Securing your Ubuntu server from common attacks

June 7, 2019

Launching a machine on Digital Ocean or Amazon’s EC2? Chances are, within minutes of it being online, you’ll have bots checking for ways in.

Luckily, there are some easy steps you can take right away to prevent hackers from getting in.

Configuring the server to avoid common SSH attacks

By default, SSH runs on port 22. Everyone knows this, including the bots that are scanning the internet for vulnerable servers.

Want proof that this is an issue? Launch a machine on Digital Ocean, then run:

tail -f /var/log/auth.log

In our experience, you’re going to see a lot of login attempts very quickly.

Here’s a snippet of our log from the past couple of minutes:

Jun  7 19:29:24 ubuntu-s-1vcpu-1gb-tor1-01 sshd[2016]: Invalid user test123 from port 40820
Jun 7 19:29:24 ubuntu-s-1vcpu-1gb-tor1-01 sshd[2016]: Received disconnect from port 40820:11: Normal Shutdown, Thank you for playing [preauth]
Jun 7 19:29:24 ubuntu-s-1vcpu-1gb-tor1-01 sshd[2016]: Disconnected from invalid user test123 port 40820 [preauth]
Jun 7 19:32:54 ubuntu-s-1vcpu-1gb-tor1-01 sshd[2088]: Invalid user dominik from port 51584
Jun 7 19:32:54 ubuntu-s-1vcpu-1gb-tor1-01 sshd[2088]: Received disconnect from port 51584:11: Normal Shutdown, Thank you for playing [preauth]
Jun 7 19:32:54 ubuntu-s-1vcpu-1gb-tor1-01 sshd[2088]: Disconnected from invalid user dominik port 51584 [preauth]
Jun 7 19:33:35 ubuntu-s-1vcpu-1gb-tor1-01 sshd[2091]: Invalid user usuario from port 51454
Jun 7 19:33:35 ubuntu-s-1vcpu-1gb-tor1-01 sshd[2091]: Received disconnect from port 51454:11: Normal Shutdown, Thank you for playing [preauth]
Jun 7 19:33:35 ubuntu-s-1vcpu-1gb-tor1-01 sshd[2091]: Disconnected from invalid user usuario port 51454 [preauth]

Occasionally, you’re also going to see a bot that attempts to brute-force a login using many different username / password combinations.

How can we prevent bots from breaking in?

1. Disabling Password Authentication

Brute force attacks try common username / password combinations to find a working login. If we disable password authentication in favour of public key authentication, then brute forcing becomes theoretically impossible.

How do we do it?

First, you need to set up public-key authentication and make sure you can connect using your public key. This is very important; if you can’t connect using your public key, the next steps will lock you out of your server.

After that’s complete, let’s disable password authentication. Open up /etc/ssh/sshd_config and add the following lines:

PubkeyAuthentication yes
PasswordAuthentication no
ChallengeResponseAuthentication no

Now we can restart the SSH daemon as follows:

systemctl reload ssh

Now log out and log back in. Brute-force attacks should now fail.

2. Hiding your SSH service from the public

As we mentioned above, everyone knows SSH runs on port 22, and there are bots hunting for servers that are misconfigured.

Are these bots performing sophisticated attacks? No.

These bots are scanning as many machines as they possibly can on the internet (and there are a LOT), looking for common vulnerabilities. If they don’t find the vulnerability they are looking for on your machine, they will move on.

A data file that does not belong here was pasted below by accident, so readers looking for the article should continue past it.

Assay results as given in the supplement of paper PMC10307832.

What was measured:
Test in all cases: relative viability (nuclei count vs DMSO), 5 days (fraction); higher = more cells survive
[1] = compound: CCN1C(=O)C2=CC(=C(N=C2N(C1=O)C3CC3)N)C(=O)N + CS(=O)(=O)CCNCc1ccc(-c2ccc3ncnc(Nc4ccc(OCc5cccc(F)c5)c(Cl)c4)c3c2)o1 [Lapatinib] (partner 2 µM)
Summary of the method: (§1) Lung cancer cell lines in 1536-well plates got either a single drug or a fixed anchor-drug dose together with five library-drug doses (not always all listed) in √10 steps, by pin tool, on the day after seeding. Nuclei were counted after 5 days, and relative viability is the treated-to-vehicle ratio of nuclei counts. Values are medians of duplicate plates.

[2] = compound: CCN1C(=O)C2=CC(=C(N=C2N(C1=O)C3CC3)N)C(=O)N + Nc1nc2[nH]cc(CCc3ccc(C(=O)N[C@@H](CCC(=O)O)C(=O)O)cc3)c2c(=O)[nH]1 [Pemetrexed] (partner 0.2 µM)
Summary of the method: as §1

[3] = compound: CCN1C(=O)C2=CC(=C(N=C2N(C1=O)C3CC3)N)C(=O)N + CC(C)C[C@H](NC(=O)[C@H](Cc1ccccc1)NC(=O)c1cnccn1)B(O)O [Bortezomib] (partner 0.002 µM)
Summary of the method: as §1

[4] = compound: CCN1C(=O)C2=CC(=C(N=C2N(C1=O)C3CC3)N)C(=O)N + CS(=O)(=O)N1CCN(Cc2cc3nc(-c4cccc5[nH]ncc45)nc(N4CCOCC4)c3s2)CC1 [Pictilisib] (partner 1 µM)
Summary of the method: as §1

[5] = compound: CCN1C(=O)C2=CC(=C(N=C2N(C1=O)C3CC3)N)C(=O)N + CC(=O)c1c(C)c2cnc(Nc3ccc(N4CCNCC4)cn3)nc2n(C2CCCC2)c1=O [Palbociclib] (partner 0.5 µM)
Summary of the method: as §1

They are performing what’s known as a “horizontal scan”: they are scanning many IP addresses, looking at a few known ports.

What if we change our SSH port?

If we move the SSH port to an upper-range, unknown port, we drastically reduce the number of scans that reach our server.

Choose a number between 49152 and 65535. We’ll choose 55239. Then, add the following line to /etc/ssh/sshd_config:

Port 55239 # or whatever number you chose

If you have any firewall enabled, it’s important that you configure it to allow traffic through that port, otherwise you will be locked out of your server. We’ll discuss configuring the firewall below.

Restart the SSH daemon as follows:

systemctl reload ssh

Now log out. When you attempt to log back in, you should receive the message Connection refused, because SSH is no longer listening on the default port. You’ll now need to connect on port 55239 (on unix SSH client, you can pass -p 55239).

3. Banning malicious IPs

So now we’ve hidden the service and made it theoretically impossible to brute force a login, but we’ll likely still encounter abuse (it’s the internet, of course we’ll get attacked!)

The next step is to install fail2ban, which will ban IP addresses that make too many login attempts.

apt-get install fail2ban
systemctl start fail2ban

The default install on Ubuntu will protect the SSH port.

Configuring a firewall

So we’ve protected the SSH port. But what if there are other ports open?

It’s possible that you’ve installed software that opened up ports without you knowing! For example, MongoDB opened itself up to the public by default in previous versions.

A firewall helps you to control what ports are open to the internet. Let’s set up a default configuration:

apt-get install ufw
ufw default deny # if we don't have another rule, deny the request

ufw allow 55239 # this is the SSH port that you configured before

Finally, let’s enable the firewall:

ufw enable

Hopefully you didn’t get locked out 😁

Configuring automatic security updates

Finally, we want to make sure that our machine automatically updates itself. New vulnerabilities are discovered every day.

What if a vulnerability for ufw or fail2ban or Ubuntu’s TCP stack is discovered?

As soon as a patch is available, we want it to be applied.

To do this, follow a tutorial on installing unattended-upgrades.

Ok, I’m done. Am I safe?

Great! Your machine is probably ok for now.. IT security is complicated.

Every port you open will increase your attack surface. Only open a port if it is absolutely necessary. And every time you open a port, do your research about how you can keep that port secure.

Good luck!